The Real Peru
Wow. This week has been the most different, exciting, scary, tiring week of my life. I am currently in an internet cafe in the city of Pachacutec, which is a suburb of Lima. My branch is called Los Cedros (which is kind of ironic because there are no cedar trees here) and there are two companionships in Los Cedros, so our areas are Cedros 1 and Cedros 2. And also the other companionship lives in the same apartment as me and Elder Chalampuento, so that's cool.
There are 10 zones in my mission, 7 in the suburbs of Lima and 3 up the coast. So yeah, Ventanilla is my zone, and it's the biggest zone in the mission as far as missionaries. The zones in my mission are the same as stake boundaries I'm pretty sure. Elder Chalampuento is from Bogota, Colombia. He's super cool I know that I was meant to be trained by him. He is very obedient and a good missionary. His English is actually not too bad, I can tell he has been studying diligently throughout his mission. He has 13 months I think. But he rarely speaks English to me. He always has a joke to tell, which is really good because I've needed the jokes this last week.
The other two in my apartment are Elder Mamani from Arequipa, Peru and Elder Sanabria from somewhere in Bolivia. I swear over half my zone is from Bolivia and there are a lot from Colombia too. Anyways those two are the best, they are always smiling and such. South Americans are really touchy. We shake everyone's hand. Often two or three times in a conversation. And if it's someone we know we always hug, getting used to that.
Anyways so yeah we live in an apartment and it's a three story building, and the owner is this old lady who is not a member and she lives on the first floor, and then we live on the second floor, and the top floor is more of an attic. We have a sink and a shower in the bathroom but that's all the running water, no kitchen. We have a little electric stove thing and microwave, and a mini fridge so we are good. There normally wouldn't be hot water, but there's this box on the wall that I think came from the mission and heats the water just for the shower so that was definitely a tender mercy. We also have containers of drinking water.
So yeah we have a Pensionista, she is a member of the branch who lives down the street. Sometimes we eat with her and her family, but when a male isn't at her house she just gives us the food and we take it back to our apartment to eat. Lunch is usually at 2 in the afternoon. Her food is dang good though, a lot better than the CCM in my opinion. Also, we don't take time out of our schedule to eat dinner, so we don't eat dinner until 9:30 at night and it's often just bread or soup. Elder Chalampuento can cook though, he made me this Colombian pancake the other day for breakfast it was way good. Sorry I forgot my camera cord, I'll send you pics next week!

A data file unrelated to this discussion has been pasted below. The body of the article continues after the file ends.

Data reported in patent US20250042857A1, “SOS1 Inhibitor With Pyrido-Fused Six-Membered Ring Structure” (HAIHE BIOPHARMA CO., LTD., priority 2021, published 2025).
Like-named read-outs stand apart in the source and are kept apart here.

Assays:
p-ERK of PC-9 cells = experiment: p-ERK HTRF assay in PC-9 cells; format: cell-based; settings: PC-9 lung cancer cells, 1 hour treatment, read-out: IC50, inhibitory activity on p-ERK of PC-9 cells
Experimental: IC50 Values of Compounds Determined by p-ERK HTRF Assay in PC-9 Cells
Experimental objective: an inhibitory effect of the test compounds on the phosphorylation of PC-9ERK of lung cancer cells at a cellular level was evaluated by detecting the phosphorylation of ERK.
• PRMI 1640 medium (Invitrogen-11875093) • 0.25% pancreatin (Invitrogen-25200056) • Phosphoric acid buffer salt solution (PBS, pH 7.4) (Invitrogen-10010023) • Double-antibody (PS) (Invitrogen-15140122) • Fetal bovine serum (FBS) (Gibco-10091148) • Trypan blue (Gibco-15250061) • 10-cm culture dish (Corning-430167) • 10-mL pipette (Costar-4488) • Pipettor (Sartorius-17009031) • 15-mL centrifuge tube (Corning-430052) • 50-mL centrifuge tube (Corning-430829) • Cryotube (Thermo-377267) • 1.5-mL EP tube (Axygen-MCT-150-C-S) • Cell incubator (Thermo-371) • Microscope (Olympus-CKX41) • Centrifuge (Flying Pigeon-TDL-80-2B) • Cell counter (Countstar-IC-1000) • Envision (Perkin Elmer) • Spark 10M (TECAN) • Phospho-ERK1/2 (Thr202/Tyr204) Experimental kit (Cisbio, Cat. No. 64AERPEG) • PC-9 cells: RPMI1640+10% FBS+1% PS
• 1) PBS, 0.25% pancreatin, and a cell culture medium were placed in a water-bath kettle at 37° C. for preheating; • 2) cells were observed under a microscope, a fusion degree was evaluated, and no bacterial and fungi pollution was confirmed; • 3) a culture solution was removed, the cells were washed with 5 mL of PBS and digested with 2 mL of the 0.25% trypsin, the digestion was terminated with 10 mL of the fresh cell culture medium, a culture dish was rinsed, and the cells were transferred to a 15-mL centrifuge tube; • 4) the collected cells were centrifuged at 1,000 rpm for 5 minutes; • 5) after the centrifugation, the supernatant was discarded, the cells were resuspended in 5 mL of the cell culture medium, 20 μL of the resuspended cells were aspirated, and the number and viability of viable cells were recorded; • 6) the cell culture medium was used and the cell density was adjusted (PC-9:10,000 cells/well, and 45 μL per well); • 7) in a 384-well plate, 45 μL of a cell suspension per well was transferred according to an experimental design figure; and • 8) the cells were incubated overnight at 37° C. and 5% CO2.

But yeah, the Peru CCM is not real Peru. This is real Peru. The main road is paved, but the rest are dirt streets. Dogs everywhere. But they're nice, they aren't threatening at all because there's always people walking up and down the streets. And if they seem aggressive all you have to do is crouch down like you are picking up a rock and they run away. My comp hasn't been bitten yet so I think I'm fine in that area. It's cool, our area is basically all one big hill, and we can see the ocean not too far away, but unfortunately we aren't allowed to go there on p-day.
Culture shock is real. My companion is learning to speak slowly when talking to me, and it's getting better, but the first few days I couldn't understand anything anyone said, and the problem is not the words, it's the speed and the accents. If someone were to talk very clearly I probably could understand them, but it's getting better. I'm at the point where sometimes I can guess what they are saying. The branch is good, I'm still trying to learn everyone's names and such. Love you all! Hast next week.